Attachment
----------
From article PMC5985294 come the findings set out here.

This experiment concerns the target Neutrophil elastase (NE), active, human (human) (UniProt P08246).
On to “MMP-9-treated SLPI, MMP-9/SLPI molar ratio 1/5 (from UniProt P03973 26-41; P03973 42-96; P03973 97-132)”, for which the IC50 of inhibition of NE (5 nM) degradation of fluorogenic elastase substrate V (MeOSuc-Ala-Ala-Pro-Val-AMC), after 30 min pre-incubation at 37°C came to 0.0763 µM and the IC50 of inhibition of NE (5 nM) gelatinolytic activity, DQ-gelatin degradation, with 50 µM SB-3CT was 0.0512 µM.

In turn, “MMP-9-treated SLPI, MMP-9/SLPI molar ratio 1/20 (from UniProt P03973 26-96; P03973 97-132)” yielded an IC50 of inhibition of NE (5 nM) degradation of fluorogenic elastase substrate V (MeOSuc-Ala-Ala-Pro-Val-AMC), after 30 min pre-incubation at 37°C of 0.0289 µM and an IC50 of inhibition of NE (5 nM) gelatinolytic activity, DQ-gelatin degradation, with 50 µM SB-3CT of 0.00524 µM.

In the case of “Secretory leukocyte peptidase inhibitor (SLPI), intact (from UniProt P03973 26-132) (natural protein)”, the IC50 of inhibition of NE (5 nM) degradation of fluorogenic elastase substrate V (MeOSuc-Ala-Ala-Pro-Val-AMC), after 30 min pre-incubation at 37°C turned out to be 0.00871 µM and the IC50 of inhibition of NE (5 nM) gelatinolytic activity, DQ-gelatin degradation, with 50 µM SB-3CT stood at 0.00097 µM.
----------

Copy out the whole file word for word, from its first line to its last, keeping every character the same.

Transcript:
From article PMC5985294 come the findings set out here.

This experiment concerns the target Neutrophil elastase (NE), active, human (human) (UniProt P08246).
On to “MMP-9-treated SLPI, MMP-9/SLPI molar ratio 1/5 (from UniProt P03973 26-41; P03973 42-96; P03973 97-132)”, for which the IC50 of inhibition of NE (5 nM) degradation of fluorogenic elastase substrate V (MeOSuc-Ala-Ala-Pro-Val-AMC), after 30 min pre-incubation at 37°C came to 0.0763 µM and the IC50 of inhibition of NE (5 nM) gelatinolytic activity, DQ-gelatin degradation, with 50 µM SB-3CT was 0.0512 µM.

In turn, “MMP-9-treated SLPI, MMP-9/SLPI molar ratio 1/20 (from UniProt P03973 26-96; P03973 97-132)” yielded an IC50 of inhibition of NE (5 nM) degradation of fluorogenic elastase substrate V (MeOSuc-Ala-Ala-Pro-Val-AMC), after 30 min pre-incubation at 37°C of 0.0289 µM and an IC50 of inhibition of NE (5 nM) gelatinolytic activity, DQ-gelatin degradation, with 50 µM SB-3CT of 0.00524 µM.

In the case of “Secretory leukocyte peptidase inhibitor (SLPI), intact (from UniProt P03973 26-132) (natural protein)”, the IC50 of inhibition of NE (5 nM) degradation of fluorogenic elastase substrate V (MeOSuc-Ala-Ala-Pro-Val-AMC), after 30 min pre-incubation at 37°C turned out to be 0.00871 µM and the IC50 of inhibition of NE (5 nM) gelatinolytic activity, DQ-gelatin degradation, with 50 µM SB-3CT stood at 0.00097 µM.